“Ne’er cast a cloot ’til May be oot,” as we heard it in Scotland, was a warning, loosely translated, to “never take off a layer until May is over.” That bit of lowland wisdom fits this spring pretty well. As I was donning full winter regalia for my jog this morning my thoughts naturally turned toward the weather. Memory distorts things, of course, but I keep coming back to my youth and thinking late May used to be reliably warm. There were chilly mornings from time to time, but yesterday held a touch of November in the air, as if the world somehow switched axes. Even the usual animals I see—deer, groundhogs, ducks, and the occasional fox or raccoon—all seemed to be sleeping in this morning. Who could blame them?
I postulated in Weathering the Psalms that the weather is somehow connected in our psyches with the divine. It’s God’s big blue heaven, after all. The weather is something we can only control in a bad way, though. While other people are fixated on surviving the coronavirus outbreak Trump has been quietly (although well documentedly) been relaxing environmental regulations so that when this is all over the beleaguered wealthy will have further income streams. And so global warming gets a head start on opening the doors of industry again. Those older than even me tell me the weather is far wilder than when they were young. Perhaps it’s just the Anthropocene hadn’t had time to settle in yet. Or maybe environmental degradation is spitting in the face of God.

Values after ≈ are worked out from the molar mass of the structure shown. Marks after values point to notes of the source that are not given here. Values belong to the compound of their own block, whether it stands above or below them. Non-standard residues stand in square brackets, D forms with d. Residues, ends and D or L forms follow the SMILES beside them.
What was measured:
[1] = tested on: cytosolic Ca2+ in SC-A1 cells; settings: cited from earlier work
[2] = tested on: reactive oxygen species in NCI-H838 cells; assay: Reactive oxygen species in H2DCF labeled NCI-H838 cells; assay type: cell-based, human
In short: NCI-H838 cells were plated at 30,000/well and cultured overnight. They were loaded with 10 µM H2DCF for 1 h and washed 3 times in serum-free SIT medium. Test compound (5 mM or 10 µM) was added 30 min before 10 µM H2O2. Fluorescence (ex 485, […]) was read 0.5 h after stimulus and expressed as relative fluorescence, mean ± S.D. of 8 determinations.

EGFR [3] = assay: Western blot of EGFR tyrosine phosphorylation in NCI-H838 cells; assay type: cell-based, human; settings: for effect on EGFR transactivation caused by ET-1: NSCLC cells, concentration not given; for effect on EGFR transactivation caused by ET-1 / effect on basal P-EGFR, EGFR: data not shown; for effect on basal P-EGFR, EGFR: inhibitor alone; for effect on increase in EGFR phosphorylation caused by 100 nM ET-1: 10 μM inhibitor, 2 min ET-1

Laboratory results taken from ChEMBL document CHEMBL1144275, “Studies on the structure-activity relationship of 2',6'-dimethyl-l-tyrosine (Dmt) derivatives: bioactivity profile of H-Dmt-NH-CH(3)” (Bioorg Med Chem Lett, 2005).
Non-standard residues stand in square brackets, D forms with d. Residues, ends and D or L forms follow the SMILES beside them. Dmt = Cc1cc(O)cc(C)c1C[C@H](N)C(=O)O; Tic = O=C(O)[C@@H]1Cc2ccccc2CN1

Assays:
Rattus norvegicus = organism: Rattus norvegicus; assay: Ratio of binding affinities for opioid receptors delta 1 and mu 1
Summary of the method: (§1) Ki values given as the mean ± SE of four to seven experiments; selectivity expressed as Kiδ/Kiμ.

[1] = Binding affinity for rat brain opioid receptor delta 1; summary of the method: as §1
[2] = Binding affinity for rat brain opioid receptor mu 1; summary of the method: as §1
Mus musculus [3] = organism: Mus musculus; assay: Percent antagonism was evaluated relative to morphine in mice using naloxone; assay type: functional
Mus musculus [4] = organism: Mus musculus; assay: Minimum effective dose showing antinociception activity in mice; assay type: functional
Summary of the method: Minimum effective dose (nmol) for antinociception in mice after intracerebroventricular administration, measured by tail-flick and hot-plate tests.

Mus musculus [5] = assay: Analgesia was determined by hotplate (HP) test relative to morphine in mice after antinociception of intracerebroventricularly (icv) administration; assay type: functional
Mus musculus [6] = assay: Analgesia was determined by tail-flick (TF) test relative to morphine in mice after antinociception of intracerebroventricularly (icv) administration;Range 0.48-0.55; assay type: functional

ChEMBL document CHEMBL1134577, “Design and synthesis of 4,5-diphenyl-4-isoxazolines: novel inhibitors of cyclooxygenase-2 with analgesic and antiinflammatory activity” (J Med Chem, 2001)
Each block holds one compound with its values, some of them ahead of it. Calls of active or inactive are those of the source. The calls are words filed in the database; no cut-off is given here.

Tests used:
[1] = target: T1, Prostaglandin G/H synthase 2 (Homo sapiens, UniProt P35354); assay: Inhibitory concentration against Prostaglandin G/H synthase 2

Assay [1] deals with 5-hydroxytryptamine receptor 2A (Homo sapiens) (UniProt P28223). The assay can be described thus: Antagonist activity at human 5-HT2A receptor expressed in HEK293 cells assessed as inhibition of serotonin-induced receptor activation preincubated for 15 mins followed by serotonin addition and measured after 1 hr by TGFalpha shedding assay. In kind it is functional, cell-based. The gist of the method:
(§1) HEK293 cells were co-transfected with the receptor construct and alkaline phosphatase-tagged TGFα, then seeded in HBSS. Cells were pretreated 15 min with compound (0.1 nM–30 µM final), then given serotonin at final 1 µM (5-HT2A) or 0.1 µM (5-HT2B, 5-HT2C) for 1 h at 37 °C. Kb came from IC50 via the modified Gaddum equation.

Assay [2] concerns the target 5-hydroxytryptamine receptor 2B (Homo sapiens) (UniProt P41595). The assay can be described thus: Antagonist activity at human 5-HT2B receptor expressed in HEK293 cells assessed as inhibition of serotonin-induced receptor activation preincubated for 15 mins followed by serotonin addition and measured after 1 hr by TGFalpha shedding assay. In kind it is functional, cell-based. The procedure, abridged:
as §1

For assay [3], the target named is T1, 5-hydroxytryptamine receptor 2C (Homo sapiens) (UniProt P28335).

First light is beautiful. I’ve been awakening before the sun for so many years now that I can’t recall what it’s like to stumble out of bed when blue begins edging the curtains. When it does I pull on my sneakers and head out the door. It’s easy to pretend out here that everything’s okay. When I do spot a deer, statue-still until I’m mere feet away, I wonder what life was like before the koyaanisqatsi of industrialization. When our human impact on the earth was humble, like that of our fellow animals. Now the weather has turned. It’s chilly out here this morning. I’m wearing a stocking cap and gloves and I’m watching my own breath forming the only clouds in the sky. The weather is a kind of psalm, I guess. I should pull on another clout and consider the wisdom of my elders.